From Curvy to Thin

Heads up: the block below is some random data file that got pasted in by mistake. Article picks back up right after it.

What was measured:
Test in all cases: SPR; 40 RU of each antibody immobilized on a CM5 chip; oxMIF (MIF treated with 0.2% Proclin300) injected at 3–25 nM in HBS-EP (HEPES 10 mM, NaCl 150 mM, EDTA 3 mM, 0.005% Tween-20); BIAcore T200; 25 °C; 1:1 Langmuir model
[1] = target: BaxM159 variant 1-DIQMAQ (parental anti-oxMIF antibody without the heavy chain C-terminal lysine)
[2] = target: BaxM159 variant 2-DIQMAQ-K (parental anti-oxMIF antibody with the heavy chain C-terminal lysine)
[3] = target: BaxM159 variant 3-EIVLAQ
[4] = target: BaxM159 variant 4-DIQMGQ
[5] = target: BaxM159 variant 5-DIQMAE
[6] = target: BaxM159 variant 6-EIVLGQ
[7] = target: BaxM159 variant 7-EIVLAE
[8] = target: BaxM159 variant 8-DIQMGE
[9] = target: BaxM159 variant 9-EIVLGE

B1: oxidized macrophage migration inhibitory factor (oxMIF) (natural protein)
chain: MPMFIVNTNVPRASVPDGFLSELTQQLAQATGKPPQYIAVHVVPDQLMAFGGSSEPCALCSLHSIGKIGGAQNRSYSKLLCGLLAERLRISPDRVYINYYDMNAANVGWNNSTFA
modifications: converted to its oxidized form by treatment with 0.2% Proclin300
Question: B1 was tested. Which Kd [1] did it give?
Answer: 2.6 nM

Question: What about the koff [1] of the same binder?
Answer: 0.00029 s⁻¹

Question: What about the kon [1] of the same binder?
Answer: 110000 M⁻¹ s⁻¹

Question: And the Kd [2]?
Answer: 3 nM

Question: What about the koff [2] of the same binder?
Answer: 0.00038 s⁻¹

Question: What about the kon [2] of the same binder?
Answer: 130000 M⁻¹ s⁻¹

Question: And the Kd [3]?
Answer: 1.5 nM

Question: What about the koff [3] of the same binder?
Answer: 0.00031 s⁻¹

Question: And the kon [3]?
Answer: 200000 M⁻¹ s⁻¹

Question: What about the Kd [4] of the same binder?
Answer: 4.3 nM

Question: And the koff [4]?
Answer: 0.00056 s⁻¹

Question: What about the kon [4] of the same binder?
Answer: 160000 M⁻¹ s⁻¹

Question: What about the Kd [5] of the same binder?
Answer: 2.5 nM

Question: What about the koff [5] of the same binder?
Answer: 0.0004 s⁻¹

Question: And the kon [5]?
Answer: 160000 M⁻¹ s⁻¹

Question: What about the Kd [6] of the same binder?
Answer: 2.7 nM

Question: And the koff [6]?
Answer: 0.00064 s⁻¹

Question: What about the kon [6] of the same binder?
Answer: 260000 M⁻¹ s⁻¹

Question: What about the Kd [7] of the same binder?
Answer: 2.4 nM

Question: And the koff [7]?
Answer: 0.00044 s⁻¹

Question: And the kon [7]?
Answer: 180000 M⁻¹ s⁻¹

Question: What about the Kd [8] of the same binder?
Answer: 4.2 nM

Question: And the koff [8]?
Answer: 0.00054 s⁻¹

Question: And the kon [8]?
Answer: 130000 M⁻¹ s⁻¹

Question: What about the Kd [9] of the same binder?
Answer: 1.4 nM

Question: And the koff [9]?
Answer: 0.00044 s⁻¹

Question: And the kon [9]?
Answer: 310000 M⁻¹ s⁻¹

What defines the ideal body for a woman? Throughout time, a woman’s body has been perceived in so many different ways, but today the most popular image for a woman’s body is one that is thin and lacks curves. Many things have influenced this ideal, but one of the biggest influences is popular culture. In earlier centuries, popular culture’s preference for voluptuous female bodies is depicted in early Western art. Today’s popular culture contributes to the ideal that being thin is not only one of the requirements for a modeling career in high fashion, but also one of the requirements for acceptance in society. This paper will review how a woman’s body was perceived in earlier centuries as represented in Western art and how it is represented today in popular culture. In earlier centuries, you were not considered a woman unless you had curves. Evidence of this body image can be dated back to prehistoric times with the miniature statue of Venus of Willendorf. Venus of Willendorf was discovered in the Danube River, located in Austria. This statue is said to have dated back 25,000 years ago (Venus, n.d.). Christopher Whitcombe (2000) describes Venus of Willendorf as: A sculpture that shows a woman with a large stomach that overhangs but does not hide her pubic area. A roll of fat extends around her middle, joining with large but rather flat buttocks. Her thighs are also large and pressed together down to the knees. Her breasts are full and appear soft, but they are not sagging and pendulous. Her genital area would appear to have been deliberately emphasized with the labia of the vulva carefully detailed and made clearly visible, perhaps unnaturally so, and as if she had no pubic hair. This, combined with her large breasts and the roundness of her stomach, suggests that the "subject" of the sculpture is female procreativity and nurture and the piece has long been identified as some sort of fertility idol. (p. 3) The people who made this statue lived in a harsh ice-age environment where features of fatness and fertility would have been highly desirable (Venus, n.d.). When viewing Western art paintings dating back 500-600 years ago, one could see that the women models in these paintings have very similar body characteristics to that of Venus of Willendorf. Throughout the history of Western Art, artists like Peter Paul Rubens and Titian used models that were curvy, voluptuous, and thick. In the words of Professor Mary Saleeby (personal communication, September 25, 2011), “These artists took the female body to another level showing it as a sensual vessel in addition to a maternal one.” For example, in Titian’s “Venus Anadyomene” he paints Venus coming out of the sea. Titian uses the Venus’ nudity to show viewers the curves of her legs, arms, stomach, and pelvic area (Venus Anadyomene, n.d.). Nearly a century later, Peter Paul Rubens, who was influenced by Titian, expressed an interest in painting thick and curvy women in his works such as “Venus at a Mirror” and “The Hermit and the Sleeping Angelica.” His interest in painting thick and curvy women introduced the term “Rubenesque” which is define as a plus-size woman (Peter, n.d.). Similar to the prehistoric beliefs, early Western popular culture believed that a woman who was curvy and voluptuous was a sign of being fertile and able to reproduce. Voluptuousness also showed a status of wealth because being curvy meant that you could afford to eat. It was rare for artists to use thin models in paintings because being thin meant a woman was poor or doing religious practices (McPhee, 2000). According to Dr. Joan Brumberg, in the fourteenth century Saint Catherine of Sienna, starved to death at the age of 33 for refusing to eat because of regret for her sins (McPhee, 2000). In the nineteenth century women wanted to be thin because it meant they had conquered their carnal appetites such as food and eating (McPhee, 2000). Now, centuries...
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